The sun had set on Arrowhead Stadium, to say nothing of Kansas City's perfect start, by the time Alex Smith and the banged-up Chiefs finally headed to their cars Sunday night.
They don't have much time to recuperate.
Mentally or physically.
After getting dominated on both sides of the ball by the Pittsburgh Steelers in a 19-13 loss, the Chiefs have four days to flush it from their system.
They will head to California to face the AFC West-rival Oakland Raiders on Thursday night in a game that suddenly appears much more difficult.
"That's part of it," Smith said. "Coming off a physical game, you know you're going to have another big divisional game and travel. You got all those built-in excuses there to lean on."
That's where a little mental fortitude comes in.
The Chiefs (5-1) ran roughshod through the first five weeks of the season, dominating the Patriots on the road and dispatching everyone else with apparent ease.
Their offense was the best in the league, their defense was stingy and opportunistic, and even special teams were playing at such a high level that some began to wonder whether anybody could beat them.
There was certainly a profound sense of confidence in the Kansas City locker room, where rookie running back Kareem Hunt and wide receiver Tyreek Hill were getting plenty of national attention.
But if their egos were inflated, the Steelers did a brutally efficient job of deflating them.
They held that high-flying offense to 6 yards on 16 plays in the entire first half. They churned out 179 yards rushing with Le'Veon Bell against that plucky defense.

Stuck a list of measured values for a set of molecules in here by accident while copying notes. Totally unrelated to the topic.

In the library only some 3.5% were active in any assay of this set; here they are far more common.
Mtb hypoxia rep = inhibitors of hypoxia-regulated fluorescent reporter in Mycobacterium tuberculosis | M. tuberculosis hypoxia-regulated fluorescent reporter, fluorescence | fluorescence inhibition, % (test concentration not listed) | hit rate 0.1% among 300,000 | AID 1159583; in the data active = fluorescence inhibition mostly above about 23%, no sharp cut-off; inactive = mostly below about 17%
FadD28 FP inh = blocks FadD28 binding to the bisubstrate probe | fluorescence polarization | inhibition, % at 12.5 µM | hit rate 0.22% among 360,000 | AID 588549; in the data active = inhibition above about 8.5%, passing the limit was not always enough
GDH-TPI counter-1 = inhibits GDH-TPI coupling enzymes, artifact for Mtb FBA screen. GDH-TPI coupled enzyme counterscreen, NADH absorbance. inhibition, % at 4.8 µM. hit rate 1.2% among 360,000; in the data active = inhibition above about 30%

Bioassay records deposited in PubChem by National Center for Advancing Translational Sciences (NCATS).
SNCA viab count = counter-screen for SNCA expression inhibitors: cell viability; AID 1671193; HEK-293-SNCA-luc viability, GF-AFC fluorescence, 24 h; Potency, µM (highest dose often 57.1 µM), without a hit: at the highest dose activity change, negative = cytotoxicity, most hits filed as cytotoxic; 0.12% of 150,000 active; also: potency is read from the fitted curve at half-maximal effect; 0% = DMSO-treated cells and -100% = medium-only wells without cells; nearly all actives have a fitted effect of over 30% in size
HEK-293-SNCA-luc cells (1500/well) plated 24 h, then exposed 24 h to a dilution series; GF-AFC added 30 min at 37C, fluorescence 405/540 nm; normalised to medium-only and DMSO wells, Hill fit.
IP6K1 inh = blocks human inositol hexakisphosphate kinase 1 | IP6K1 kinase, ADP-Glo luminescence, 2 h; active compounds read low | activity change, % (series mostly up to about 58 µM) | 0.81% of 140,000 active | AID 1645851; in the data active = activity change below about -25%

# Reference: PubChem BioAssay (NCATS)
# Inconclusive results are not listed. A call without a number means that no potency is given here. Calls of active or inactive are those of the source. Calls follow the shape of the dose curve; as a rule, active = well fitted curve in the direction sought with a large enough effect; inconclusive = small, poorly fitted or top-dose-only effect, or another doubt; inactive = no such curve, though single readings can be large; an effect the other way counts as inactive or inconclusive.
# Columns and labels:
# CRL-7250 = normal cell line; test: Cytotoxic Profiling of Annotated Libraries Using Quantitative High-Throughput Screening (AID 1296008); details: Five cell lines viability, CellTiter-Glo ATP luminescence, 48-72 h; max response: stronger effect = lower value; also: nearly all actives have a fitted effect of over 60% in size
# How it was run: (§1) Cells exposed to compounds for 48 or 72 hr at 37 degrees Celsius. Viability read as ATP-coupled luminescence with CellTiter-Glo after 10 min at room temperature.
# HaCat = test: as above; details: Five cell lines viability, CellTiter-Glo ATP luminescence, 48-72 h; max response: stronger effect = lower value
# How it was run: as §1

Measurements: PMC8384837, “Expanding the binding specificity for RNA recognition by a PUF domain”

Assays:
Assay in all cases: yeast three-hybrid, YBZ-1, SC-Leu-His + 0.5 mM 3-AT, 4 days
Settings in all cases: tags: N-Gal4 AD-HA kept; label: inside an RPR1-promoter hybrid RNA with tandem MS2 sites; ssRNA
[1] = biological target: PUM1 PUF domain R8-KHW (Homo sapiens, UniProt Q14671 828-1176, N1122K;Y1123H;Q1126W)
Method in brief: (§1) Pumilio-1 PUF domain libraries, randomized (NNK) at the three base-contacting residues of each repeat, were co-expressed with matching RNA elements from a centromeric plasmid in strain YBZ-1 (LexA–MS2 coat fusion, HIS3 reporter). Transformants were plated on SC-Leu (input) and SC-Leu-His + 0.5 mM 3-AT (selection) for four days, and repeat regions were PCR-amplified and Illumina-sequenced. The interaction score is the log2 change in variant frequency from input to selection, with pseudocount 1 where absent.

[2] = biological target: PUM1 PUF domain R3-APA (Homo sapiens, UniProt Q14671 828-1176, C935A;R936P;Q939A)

And when Hill finally got loose on a punt return late in the game, they laid such a lick on him that he was checked for a concussion.
"They say not to take anything personal," Chiefs linebacker Derrick Johnson said, "but when they run the ball like they did on us, you have to. Does this count for more than one loss? No, not at all. Should it light another fire? It will and we'll respond the right way."
That sounds like someone who intends to be mentally right by Thursday night in Oakland.
Getting right physically might prove to be a bigger challenge.
The Chiefs were without center Mitch Morse and right guard Laurent Duvernay-Tardif again on Sunday, and the ailing offensive linemen could well be out against the Raiders.
The front line struggled without them as the Steelers stacked the box, springing Hunt for just 21 yards rushing.
Even more concerning is the pass-catching group.
Tight end Travis Kelce played after passing the league's concussion protocol last week, but he was not effective and his health remains in question.
The Chiefs were already down No. 2 wide receiver Chris Conley, who went on injured reserve with a ruptured Achilles tendon, and played Pittsburgh without No. 3 wide receiver Albert Wilson, who was dealing with a knee injury throughout the week.
Hill was popped hard by a pair of Steelers defenders on that late punt return Sunday, and there may not be time for him to clear the NFL's concussion protocol by Thursday night. Running back Charcandrick West is also in the concussion program after getting hurt earlier in the game.
"There have been a few (injuries), but the next guys step up," Chiefs coach Andy Reid said. "We had some guys come in and do OK. That's what we expect, and then those guys, when they get healthy, they'll be back and we'll roll with them. The guys that are in, we expect them to play and play well."
Reid understands the uphill challenge that faces Kansas City this week. The schedule was released months ago, so he knew that a Thursday night game was looming Week 7 against Oakland.
That's why he delivered a simple message to his team in the postgame locker room Sunday night.
"It's a short turnaround, right back on it tomorrow," Reid said. "You have to heal up fast, use all the technology we have, take care of yourselves, rest and get ready for Monday and Tuesday and you're flying on Wednesday. That's part of the game you're dealt with."
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